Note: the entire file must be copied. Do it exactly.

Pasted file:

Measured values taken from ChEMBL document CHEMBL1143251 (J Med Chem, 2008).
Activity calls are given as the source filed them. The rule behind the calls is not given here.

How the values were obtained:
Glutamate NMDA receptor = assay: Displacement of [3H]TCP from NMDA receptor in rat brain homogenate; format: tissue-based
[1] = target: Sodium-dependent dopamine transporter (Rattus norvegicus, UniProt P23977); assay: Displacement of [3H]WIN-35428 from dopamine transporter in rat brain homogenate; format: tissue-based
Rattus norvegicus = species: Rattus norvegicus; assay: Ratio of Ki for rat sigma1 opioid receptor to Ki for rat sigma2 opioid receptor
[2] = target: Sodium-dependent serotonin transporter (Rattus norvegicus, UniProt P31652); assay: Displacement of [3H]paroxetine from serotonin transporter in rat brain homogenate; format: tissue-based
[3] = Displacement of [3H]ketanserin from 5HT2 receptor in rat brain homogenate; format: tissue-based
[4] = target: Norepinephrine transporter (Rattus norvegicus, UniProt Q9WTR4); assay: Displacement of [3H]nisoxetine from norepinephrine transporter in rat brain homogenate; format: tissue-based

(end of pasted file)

Measured values taken from ChEMBL document CHEMBL1143251 (J Med Chem, 2008).
Activity calls are given as the source filed them. The rule behind the calls is not given here.

How the values were obtained:
Glutamate NMDA receptor = assay: Displacement of [3H]TCP from NMDA receptor in rat brain homogenate; format: tissue-based
[1] = target: Sodium-dependent dopamine transporter (Rattus norvegicus, UniProt P23977); assay: Displacement of [3H]WIN-35428 from dopamine transporter in rat brain homogenate; format: tissue-based
Rattus norvegicus = species: Rattus norvegicus; assay: Ratio of Ki for rat sigma1 opioid receptor to Ki for rat sigma2 opioid receptor
[2] = target: Sodium-dependent serotonin transporter (Rattus norvegicus, UniProt P31652); assay: Displacement of [3H]paroxetine from serotonin transporter in rat brain homogenate; format: tissue-based
[3] = Displacement of [3H]ketanserin from 5HT2 receptor in rat brain homogenate; format: tissue-based
[4] = target: Norepinephrine transporter (Rattus norvegicus, UniProt Q9WTR4); assay: Displacement of [3H]nisoxetine from norepinephrine transporter in rat brain homogenate; format: tissue-based